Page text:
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by Grainne Rowland.
Tadhg was a tailor in Ballyvourney. People constantly made fun of Tadhg.
"Who's got the ugliest feet, Tadhg?" the children would jeer.
"Tadhg, cover those feet, please!" taunted the adults in town.
But Tadhg took the teasing in stride. He just laughed with the townspeople and joked back with them.
One night, there was a gathering in the house of one of the women. A hooley was in full swing. People were everywhere in the cottage. Music was floating through the air, and people were dancing.
Tadhg sat perched on top of the table with one leg stretched out in front of him. He was busily stitching away on a new shirt while he listened to the music. The woman who owned the house passed by the table with a plate of cakes.
She looked at the one foot that Tadhg had rested in front of himself.
"By my father's bones, that is one ugly foot!" she said, wrinkling up her nose.
"By your father's bones, there is an uglier foot than that in this room," replied Tadhg.
Well, the woman must have had ugly feet herself, for she thought Tadhg was talking about her.
"There can't possibly be an uglier foot than your own foot, sitting in front of yourself," commented the woman.
"Would you like to place a bet on that?" asked Tadhg.
"I would indeed," said the woman.
"Then if I can find an uglier foot than this one, you must cook me a fine meal. If I can't, then I will buy you a fine meal myself," coaxed Tadhg.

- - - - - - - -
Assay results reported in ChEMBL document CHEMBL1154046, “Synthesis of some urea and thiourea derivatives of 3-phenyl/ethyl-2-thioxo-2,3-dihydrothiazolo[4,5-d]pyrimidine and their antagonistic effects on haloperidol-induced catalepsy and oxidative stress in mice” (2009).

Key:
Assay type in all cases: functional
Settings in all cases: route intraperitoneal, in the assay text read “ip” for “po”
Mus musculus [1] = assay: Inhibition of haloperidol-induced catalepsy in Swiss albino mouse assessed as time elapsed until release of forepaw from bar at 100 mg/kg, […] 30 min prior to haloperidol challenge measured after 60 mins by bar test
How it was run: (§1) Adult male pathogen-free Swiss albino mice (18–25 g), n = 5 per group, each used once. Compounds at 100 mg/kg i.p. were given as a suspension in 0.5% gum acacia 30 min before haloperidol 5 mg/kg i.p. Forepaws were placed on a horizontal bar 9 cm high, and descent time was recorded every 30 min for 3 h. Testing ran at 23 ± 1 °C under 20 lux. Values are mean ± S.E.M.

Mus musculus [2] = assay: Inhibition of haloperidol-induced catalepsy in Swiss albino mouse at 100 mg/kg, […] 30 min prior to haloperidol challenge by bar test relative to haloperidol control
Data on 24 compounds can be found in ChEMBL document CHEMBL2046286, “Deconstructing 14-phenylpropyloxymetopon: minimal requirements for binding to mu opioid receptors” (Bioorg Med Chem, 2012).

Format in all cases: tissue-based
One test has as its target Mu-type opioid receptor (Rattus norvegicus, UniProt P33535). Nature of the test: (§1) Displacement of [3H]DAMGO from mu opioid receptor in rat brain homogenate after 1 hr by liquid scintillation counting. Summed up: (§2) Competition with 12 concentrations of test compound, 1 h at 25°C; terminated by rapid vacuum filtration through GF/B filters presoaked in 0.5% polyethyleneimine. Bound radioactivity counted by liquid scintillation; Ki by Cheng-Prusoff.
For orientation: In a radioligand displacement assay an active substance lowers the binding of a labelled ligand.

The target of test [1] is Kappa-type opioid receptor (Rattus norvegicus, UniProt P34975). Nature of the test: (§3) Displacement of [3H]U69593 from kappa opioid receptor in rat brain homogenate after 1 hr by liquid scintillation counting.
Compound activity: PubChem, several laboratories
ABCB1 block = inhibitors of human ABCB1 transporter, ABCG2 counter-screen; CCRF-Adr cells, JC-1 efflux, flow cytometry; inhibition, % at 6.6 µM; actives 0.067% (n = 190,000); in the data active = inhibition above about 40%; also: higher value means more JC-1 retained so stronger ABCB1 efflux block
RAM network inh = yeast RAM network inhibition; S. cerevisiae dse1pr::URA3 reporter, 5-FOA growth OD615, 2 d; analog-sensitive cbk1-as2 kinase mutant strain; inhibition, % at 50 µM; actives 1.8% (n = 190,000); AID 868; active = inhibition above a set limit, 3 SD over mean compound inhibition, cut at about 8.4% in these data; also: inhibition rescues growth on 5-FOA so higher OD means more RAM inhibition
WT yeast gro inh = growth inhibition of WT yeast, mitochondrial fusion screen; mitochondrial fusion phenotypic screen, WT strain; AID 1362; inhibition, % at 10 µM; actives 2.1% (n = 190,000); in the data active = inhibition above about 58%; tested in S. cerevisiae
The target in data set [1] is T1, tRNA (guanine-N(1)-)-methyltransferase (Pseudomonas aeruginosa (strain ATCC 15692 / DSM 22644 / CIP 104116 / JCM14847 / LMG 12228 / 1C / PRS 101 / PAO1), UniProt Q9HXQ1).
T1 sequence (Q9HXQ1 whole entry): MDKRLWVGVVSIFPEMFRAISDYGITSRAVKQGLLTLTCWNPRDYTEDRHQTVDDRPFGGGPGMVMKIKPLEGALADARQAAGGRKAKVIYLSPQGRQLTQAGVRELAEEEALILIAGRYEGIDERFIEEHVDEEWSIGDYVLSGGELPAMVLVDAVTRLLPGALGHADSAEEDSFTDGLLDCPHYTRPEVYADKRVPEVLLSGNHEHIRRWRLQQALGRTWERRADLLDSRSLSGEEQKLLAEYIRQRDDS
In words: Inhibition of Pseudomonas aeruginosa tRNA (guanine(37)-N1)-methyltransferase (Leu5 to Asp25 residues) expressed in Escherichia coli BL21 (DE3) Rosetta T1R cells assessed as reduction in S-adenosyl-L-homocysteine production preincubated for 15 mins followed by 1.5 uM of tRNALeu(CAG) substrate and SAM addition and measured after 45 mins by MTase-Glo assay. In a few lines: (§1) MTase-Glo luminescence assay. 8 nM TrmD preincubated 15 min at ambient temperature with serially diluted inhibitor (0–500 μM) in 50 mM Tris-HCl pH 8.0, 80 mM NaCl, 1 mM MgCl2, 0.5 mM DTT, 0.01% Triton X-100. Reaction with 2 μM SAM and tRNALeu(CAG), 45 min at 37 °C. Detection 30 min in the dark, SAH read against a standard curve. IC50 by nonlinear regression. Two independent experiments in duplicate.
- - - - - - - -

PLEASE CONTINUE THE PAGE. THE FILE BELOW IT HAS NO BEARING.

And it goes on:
"That is a good bet, and I accept," said the woman. Tadhg and the woman shook hands on it.
At that point, Tadhg stretched out his other foot. It was indeed much uglier than his first foot. This foot was swollen and knobbly. It had long, sharp toenails. The toes were bent at weird angles.
"Ugh!" exclaimed the woman. "There surely is nothing in the world uglier than that foot. You win, and I will cook you the best meal I can tomorrow."
Tadhg smiled. He knew the woman was the best cook in the entire county.
"Thank you," said Tadhg. "I will see you tomorrow then. And I promise to have strong shoes on my feet so you will not have to look at them!"
Image: Ugly Feet cartoon republished with the kind permission of Bill Huratiak. If you would like to see his other cartoons and artwork, please click Bill Huratiak.
Important Note: Site is not intended for young readers.
Index of All Children's Stories
Fri, Nov 3, 2017
Instructions of King Cormac, King of Cashel
Be not too wise, nor too foolish
Be not too conceited, nor diffident
Be not too haughty, nor too humble
Be not too talkative, nor too silent
Be not too hard, nor too feeble.
If you be too wise, men will expect too much of you
If you be too foolish, you will be deceived
If you be conceited, you will be thought difficult
If you be too humble, you will be without honour
If you be too talkative, you will not be heeded
If you be silent, you will not be regarded
If you be too hard, you will be broken
If you be too feeble, you will be crushed.
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"No man ever wore a cravat as nice, as his own child's arm around his neck."
- Irish Proverb